08-23-13, 09:05 AM
Hi Everyone,

As an alcoholic sober almost 6 years now I can definitely say there is a pretty big difference between the comfort that routine brings vs. that which is brought upon by addiction.

In its simplest explanation, an addiction is a way of self-medicating, it is a numbing agent used to distance oneself with the uncomfortableness of not only ones thoughts, but with oneself as well. It is an escape, a means to an end that is far from healthy and absolutely destructive; to both the individual and those around them. The drug of choice doesn't have to be an actual drug, one can be addicted to running, book collecting, etc., which is always harder to come to terms with as an addiction because the individual justifies their actions based on the non-illicit or non-physically destructive components in the "drug of choice". However, if the addiction is consuming ones life in a harmful and negative way (and generally one will know this just not want to completely admit it) then it is an addiction.

Addictions are progressive, they get worse, never better, and this is simply due to the day to day unmanageability that the addictive behaviour brings along for the ride, and the compounding guilt, shame and remorse that the addict feels. "Cunning, baffling and powerful".

I have been given the gift of Alcoholism, ADHD and PTSD. =) This trifecta of awesomeness is no cake walk, but my journey has brought me where I am today and provided me with insights that have kept me moving forward and helping others along the way.

Keep eating those chicken combos, keep eating the same meals at the same restaurants, and keep drinking those coffees, they are comfort. However, if you are skipping work and waiting for the restaurant to open, if each and every moment is spent thinking about that coffee, then I would argue that is an unhealthy form of comfort and leaning more towards addiction.

Please keep in mind I am far from an expert on this stuff, I am simply a guy who can speak from personal experience.

Have a great day everyone,


08-23-13, 09:36 AM
I was a great alcoholic, but nobody would pay me to be one. ;)

08-23-13, 10:44 AM
well said. =)

08-24-13, 12:10 AM

I agree with you 100% about the differences between a comfort based routine and a true addiction. I hope you didn't think the examples I have provided are being compared to the type of addiction you have experienced with alcoholism. I created this thread because I have many addictive tendencies. I was curious how many others with adhd have similar traits. I believe these are just indicators of an addictive type personality. Thanks for clearing up any confusion.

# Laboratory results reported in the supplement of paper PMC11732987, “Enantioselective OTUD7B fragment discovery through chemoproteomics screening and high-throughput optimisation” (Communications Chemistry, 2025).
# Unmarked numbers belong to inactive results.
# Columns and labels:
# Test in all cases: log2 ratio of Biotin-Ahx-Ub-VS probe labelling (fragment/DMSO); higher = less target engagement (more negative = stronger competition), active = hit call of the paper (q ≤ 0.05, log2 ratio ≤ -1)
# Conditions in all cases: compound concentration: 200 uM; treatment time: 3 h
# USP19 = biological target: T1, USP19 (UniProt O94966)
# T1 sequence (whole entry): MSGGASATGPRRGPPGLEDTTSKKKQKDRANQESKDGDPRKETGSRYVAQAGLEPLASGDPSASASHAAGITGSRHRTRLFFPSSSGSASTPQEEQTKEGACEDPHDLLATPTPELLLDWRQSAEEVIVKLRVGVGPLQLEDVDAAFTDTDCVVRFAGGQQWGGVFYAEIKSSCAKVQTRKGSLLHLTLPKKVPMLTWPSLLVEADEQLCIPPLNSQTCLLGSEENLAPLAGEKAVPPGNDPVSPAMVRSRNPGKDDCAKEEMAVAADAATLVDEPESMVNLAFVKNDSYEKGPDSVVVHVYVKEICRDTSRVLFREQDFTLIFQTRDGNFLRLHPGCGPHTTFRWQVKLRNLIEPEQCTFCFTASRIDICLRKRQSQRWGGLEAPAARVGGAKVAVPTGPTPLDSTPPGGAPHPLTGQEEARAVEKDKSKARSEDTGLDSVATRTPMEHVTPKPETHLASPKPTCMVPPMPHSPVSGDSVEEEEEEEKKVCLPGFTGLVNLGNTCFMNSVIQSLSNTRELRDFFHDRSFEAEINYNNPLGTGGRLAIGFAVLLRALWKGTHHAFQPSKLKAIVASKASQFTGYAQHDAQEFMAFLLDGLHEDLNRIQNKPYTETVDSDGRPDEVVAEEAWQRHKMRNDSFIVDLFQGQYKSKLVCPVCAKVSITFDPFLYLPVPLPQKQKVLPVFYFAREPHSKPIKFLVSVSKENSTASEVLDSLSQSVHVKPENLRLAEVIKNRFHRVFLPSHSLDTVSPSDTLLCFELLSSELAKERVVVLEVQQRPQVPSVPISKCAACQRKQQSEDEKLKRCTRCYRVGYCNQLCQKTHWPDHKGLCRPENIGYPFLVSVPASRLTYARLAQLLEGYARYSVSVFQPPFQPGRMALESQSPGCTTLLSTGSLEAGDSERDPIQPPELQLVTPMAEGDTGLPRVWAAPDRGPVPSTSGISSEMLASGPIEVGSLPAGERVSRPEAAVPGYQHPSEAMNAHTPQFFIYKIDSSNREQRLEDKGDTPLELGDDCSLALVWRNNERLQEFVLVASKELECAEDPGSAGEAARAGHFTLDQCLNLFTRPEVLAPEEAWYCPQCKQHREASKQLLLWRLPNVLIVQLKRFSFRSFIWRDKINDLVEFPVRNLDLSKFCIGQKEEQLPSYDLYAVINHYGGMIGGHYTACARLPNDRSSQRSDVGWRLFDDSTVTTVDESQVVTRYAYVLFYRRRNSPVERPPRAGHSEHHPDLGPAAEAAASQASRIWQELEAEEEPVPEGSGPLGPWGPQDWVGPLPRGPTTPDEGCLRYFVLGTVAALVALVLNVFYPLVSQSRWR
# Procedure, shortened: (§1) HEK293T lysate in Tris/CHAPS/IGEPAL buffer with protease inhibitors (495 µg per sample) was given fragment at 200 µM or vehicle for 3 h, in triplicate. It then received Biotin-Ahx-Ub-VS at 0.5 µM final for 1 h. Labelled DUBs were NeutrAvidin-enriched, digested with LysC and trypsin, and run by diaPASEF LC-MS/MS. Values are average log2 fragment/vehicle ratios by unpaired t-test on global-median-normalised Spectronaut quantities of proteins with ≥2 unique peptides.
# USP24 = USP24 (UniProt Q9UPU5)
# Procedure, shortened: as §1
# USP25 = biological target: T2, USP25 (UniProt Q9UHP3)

08-24-13, 12:13 AM

Congratulations on 6 years of sobriety! Stay strong.

08-24-13, 08:56 AM

First of all, thank you for the congrats. =]

Secondly, no worries about your examples, I hope that I haven't made thing too glum now. =] I would never want to trivialize anyone's struggles. I do agree that there is a strong correlation between ADHD and addiction; I think what it essentially comes down to is the degree to which the individual has suffered as a result of their adhd; more specifically, the degree to which their self-esteem has been damaged.

For me, I had always found ways to escape throughout my adolescence. I would hide in books and music, I would join every possible school band or theatre group. I would keep busy so that I didn't have to spend time with myself. But once I "discovered" alcohol the game completely changed. It gave me the escape I needed without all the time and effort that the other means required. At the time I didn't know any better and by the time I did I was way too far down the rabbit hole to want to stop and change.

You have raised a very important topic Greyhound, thank you for that.